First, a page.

People don’t immediately connect cybersecurity with sustainability. However, tight internet security is essential for many of the products and efforts that people use to live greener lives and conduct environmental research.
Here are four ways cybersecurity helps with sustainability.
1. Keeping Renewable Energy Infrastructure Safe From Attacks
It’s more common than ever to use renewable energy to power homes and businesses. In addition to the eco-friendliness of renewables, people can often claim tax credits that make it more affordable to install renewable energy equipment.
Unfortunately, the rise in renewable energy has led to more cybercriminals targeting green energy infrastructure. Widespread blackouts would be catastrophic and could restrict or halt critical services. Too many successful hacks on green energy equipment may make people think it’s unreliable.
The good news is that cybersecurity researchers are investigating how to protect the electricity grid from potential attacks. Their success would make the entire infrastructure more resilient. The Idaho National Laboratory described how a team built a high-tech system that blocks potential cyberattackers from compromising the grid.
An advanced system could detect abnormal commands indicating possible infiltration attempts, then automatically block them after alerting operators. The idea is that this approach monitors and stops cyberattacks before they compromise the infrastructure.
2. Supporting Data Collection and Sharing Practices
One of the great things about the internet is that it makes it much easier for scientists and other concerned parties to gather information about climate change, wildlife migration, natural disasters, and other climate crisis factors.
Cybersecurity professionals play a vital role in maintaining the uptime of databases and other tools that allow users to share their findings. Some tools also use advanced technologies, such as artificial intelligence that can predict CO2 emissions or climate change effects.
Internet-based systems remove geographic barriers, allowing people to pool their knowledge and other resources from anywhere. That convenience often means research happens faster and more thoroughly. However, cybersecurity professionals must implement access control tools that ensure only authorized parties can use the databases or see the information stored there. Monitoring for potential attacks is also essential, since such events could hinder research and lengthen timelines.
3. Safeguarding Products From Attacks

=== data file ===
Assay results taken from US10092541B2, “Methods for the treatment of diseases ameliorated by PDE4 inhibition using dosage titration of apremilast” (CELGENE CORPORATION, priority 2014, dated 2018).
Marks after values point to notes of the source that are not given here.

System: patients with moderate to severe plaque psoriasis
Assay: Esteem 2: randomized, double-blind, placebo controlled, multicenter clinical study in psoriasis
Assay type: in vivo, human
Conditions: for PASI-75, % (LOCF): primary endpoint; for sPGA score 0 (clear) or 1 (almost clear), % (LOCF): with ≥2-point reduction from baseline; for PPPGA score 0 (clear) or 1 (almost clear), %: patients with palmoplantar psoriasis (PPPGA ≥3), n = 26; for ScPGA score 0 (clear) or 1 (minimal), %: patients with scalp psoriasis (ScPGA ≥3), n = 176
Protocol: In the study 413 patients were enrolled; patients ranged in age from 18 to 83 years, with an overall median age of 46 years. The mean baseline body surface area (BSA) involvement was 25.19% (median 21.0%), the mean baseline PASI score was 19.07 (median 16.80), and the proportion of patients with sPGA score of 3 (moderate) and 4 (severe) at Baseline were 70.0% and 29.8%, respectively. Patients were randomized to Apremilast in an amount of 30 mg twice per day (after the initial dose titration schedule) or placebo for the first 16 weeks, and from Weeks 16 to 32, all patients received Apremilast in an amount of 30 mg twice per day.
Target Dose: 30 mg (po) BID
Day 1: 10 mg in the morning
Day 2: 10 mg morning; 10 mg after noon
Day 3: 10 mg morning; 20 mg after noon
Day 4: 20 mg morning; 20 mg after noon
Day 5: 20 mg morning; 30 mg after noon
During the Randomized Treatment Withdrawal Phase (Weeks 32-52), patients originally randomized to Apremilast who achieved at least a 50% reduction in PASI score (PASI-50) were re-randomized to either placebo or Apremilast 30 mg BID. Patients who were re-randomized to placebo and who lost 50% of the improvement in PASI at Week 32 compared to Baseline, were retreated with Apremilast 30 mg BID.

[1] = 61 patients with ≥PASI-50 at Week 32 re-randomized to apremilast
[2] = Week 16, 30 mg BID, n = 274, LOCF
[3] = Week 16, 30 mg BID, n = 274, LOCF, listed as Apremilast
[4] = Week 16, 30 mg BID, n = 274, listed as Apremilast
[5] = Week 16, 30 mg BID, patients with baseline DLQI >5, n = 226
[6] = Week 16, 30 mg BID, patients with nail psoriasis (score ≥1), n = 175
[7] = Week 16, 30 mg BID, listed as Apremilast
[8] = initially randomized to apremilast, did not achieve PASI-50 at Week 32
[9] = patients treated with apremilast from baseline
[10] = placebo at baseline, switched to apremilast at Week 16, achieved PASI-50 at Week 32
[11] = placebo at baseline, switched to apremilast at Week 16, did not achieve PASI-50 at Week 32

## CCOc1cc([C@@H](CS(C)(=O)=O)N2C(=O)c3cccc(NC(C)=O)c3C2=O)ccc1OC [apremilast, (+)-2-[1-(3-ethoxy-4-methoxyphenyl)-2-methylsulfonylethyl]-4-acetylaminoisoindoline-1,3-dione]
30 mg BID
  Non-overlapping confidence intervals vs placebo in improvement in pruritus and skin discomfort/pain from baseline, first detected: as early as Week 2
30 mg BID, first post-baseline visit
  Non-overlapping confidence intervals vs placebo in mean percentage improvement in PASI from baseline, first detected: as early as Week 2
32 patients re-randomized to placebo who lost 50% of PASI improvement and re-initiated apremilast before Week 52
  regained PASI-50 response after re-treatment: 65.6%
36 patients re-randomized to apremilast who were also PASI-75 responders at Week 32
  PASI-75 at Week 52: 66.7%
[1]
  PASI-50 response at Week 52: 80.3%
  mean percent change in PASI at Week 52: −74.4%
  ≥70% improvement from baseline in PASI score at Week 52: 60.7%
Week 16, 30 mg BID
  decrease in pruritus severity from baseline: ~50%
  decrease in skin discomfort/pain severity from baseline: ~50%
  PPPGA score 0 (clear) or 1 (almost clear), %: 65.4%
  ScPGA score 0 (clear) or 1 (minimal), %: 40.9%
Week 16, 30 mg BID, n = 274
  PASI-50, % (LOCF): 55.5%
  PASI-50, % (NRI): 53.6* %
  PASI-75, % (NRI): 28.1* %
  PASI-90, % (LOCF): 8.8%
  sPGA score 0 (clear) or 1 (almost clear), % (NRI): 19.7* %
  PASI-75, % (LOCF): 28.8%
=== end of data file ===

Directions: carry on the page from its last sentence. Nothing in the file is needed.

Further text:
The Internet of Things (IoT) has dramatically improved connectivity and communication between appliances. Now, everything from your fitness tracker to a coffee maker can send real-time information to cloud-based platforms for later analysis. Many smart home products also support sustainability. For example, you could buy a smart shower head to reduce the water used when bathing or a smart thermostat that keeps your home at an energy-saving, yet comfortable, temperature.
However, the rise in IoT products has significantly increased the potential attack surface for cybercriminals to exploit. Most manufacturers of smart home products realize independent cybersecurity researchers are among their best allies for finding issues and alerting the product makers to them.
That’s why many manufacturers and tech brands have bug bounty programs. They reward people for finding and reporting new cybersecurity flaws. In 2022, a Google blog post announced that the rewards for finding problems with the company’s smart home products would double for six months. That’s a sign of Google’s increased commitment to providing safer offerings for smart homes.
4. Becoming Consultants for the Makers of Sustainable Products
Many people are eager to purchase connected products that will help them live more sustainable lives. But they block if doing so means sacrificing their privacy. That was one of the notable takeaways from a 2023 study by Smart Sensi Thermostats, which polled both smart thermostat owners and those not currently using the devices.
For example, seven in 10 respondents said they’d likely replace their current thermostat with one that did not share data with third parties or use people’s information for targeted marketing. Another 80 percent felt concerned about smart thermostat manufacturers having access to their data. These statistics are excellent reminders of the value cybersecurity professionals can bring to the companies that make smart thermostats and other devices that help people live more sustainably. Hiring such experts could also set manufacturers apart in an increasingly crowded market.
Building a privacy-centric smart device that supports sustainable living provides a major selling point to interested consumers. The product makers could also rely on cybersecurity experts to help them create documentation that precisely describes the built-in safety and security features.
Cybersecurity Supports SustainabilityEfforts
People can live more sustainably in multiple ways. Although better sustainability can take you down numerous paths, cybersecurity is the foundation for many of them. As more of the world’s activities center on the internet and connected devices, cybersecurity expertise remains in demand.